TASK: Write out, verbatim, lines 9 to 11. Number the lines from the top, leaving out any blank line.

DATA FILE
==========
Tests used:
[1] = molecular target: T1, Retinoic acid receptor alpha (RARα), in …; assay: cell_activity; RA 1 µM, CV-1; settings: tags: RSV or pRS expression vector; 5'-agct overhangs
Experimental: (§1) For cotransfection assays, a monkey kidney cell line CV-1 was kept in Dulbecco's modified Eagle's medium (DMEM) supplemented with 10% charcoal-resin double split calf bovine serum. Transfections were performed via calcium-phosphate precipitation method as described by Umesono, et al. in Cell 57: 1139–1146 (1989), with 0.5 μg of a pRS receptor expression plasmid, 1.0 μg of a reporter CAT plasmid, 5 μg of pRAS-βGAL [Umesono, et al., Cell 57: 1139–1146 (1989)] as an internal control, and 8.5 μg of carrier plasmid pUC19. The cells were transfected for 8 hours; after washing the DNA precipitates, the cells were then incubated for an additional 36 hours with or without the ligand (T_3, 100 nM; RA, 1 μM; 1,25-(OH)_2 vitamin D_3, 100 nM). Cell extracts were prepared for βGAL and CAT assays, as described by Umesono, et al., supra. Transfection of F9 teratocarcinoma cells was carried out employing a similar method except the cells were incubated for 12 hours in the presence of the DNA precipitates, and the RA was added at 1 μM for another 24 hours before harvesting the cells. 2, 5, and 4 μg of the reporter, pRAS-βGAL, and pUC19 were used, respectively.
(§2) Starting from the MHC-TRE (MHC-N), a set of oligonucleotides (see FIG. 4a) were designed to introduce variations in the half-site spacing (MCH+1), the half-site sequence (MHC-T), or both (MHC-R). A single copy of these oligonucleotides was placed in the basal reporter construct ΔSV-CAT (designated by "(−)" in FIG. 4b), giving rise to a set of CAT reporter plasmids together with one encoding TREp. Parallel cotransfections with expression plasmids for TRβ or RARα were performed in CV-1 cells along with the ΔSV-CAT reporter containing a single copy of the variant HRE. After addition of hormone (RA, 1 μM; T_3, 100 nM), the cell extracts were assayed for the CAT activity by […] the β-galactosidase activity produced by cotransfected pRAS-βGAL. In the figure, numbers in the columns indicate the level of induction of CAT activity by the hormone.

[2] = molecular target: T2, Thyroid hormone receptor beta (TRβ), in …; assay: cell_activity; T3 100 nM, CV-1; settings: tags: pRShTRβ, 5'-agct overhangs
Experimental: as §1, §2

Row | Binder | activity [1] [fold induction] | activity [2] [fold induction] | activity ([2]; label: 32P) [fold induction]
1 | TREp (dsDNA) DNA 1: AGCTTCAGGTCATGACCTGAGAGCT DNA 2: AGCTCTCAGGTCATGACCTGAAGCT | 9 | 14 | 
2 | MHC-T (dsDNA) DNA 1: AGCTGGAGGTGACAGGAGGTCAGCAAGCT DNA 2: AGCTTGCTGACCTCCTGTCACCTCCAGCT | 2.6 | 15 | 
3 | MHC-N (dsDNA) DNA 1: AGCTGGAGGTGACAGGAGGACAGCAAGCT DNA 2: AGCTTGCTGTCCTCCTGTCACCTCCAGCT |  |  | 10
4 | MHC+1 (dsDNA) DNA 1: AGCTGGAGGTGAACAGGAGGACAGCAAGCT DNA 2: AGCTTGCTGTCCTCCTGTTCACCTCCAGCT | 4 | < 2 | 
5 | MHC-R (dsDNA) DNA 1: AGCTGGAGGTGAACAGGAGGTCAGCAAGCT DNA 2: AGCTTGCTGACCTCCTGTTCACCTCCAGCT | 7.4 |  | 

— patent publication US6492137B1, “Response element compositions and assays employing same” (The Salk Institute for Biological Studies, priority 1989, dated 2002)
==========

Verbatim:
2 | MHC-T (dsDNA) DNA 1: AGCTGGAGGTGACAGGAGGTCAGCAAGCT DNA 2: AGCTTGCTGACCTCCTGTCACCTCCAGCT | 2.6 | 15 | 
3 | MHC-N (dsDNA) DNA 1: AGCTGGAGGTGACAGGAGGACAGCAAGCT DNA 2: AGCTTGCTGTCCTCCTGTCACCTCCAGCT |  |  | 10
4 | MHC+1 (dsDNA) DNA 1: AGCTGGAGGTGAACAGGAGGACAGCAAGCT DNA 2: AGCTTGCTGTCCTCCTGTTCACCTCCAGCT | 4 | < 2 | 